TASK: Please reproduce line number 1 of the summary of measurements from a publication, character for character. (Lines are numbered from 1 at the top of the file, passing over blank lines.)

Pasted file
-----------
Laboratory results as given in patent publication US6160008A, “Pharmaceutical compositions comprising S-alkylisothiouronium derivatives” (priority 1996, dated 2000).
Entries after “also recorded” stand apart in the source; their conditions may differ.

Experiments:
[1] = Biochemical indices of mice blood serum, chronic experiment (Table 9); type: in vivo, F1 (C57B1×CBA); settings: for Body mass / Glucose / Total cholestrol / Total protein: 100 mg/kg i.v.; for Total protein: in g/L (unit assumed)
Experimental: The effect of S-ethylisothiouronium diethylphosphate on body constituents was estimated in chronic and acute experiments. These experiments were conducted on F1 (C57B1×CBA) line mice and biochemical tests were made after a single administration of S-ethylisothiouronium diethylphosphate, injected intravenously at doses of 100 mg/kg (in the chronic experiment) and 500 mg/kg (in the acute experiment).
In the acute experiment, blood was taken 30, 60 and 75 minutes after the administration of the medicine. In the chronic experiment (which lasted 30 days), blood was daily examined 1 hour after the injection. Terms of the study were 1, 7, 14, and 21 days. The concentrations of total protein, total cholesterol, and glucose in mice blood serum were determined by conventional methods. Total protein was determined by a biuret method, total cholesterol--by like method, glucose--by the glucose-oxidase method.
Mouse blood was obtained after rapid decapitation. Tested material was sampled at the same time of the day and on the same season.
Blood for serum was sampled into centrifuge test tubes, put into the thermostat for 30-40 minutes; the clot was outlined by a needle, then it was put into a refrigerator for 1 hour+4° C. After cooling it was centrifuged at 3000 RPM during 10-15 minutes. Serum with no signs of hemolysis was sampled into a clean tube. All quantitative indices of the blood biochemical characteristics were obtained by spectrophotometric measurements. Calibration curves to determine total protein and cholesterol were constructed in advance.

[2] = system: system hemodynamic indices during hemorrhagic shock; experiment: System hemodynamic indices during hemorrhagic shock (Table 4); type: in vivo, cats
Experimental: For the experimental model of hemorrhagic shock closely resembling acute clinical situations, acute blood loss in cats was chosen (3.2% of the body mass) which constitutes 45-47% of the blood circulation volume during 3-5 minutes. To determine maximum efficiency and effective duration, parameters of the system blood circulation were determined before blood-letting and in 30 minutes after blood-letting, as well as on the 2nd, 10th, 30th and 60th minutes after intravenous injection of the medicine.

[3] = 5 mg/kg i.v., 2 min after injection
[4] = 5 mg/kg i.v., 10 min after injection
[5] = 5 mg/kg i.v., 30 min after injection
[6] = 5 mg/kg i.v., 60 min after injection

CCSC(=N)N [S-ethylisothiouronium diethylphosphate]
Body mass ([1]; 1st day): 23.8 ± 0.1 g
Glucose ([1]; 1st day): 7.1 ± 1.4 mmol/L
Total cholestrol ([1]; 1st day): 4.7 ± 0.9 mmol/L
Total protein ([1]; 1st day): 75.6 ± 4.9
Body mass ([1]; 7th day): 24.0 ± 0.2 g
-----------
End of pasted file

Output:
Laboratory results as given in patent publication US6160008A, “Pharmaceutical compositions comprising S-alkylisothiouronium derivatives” (priority 1996, dated 2000).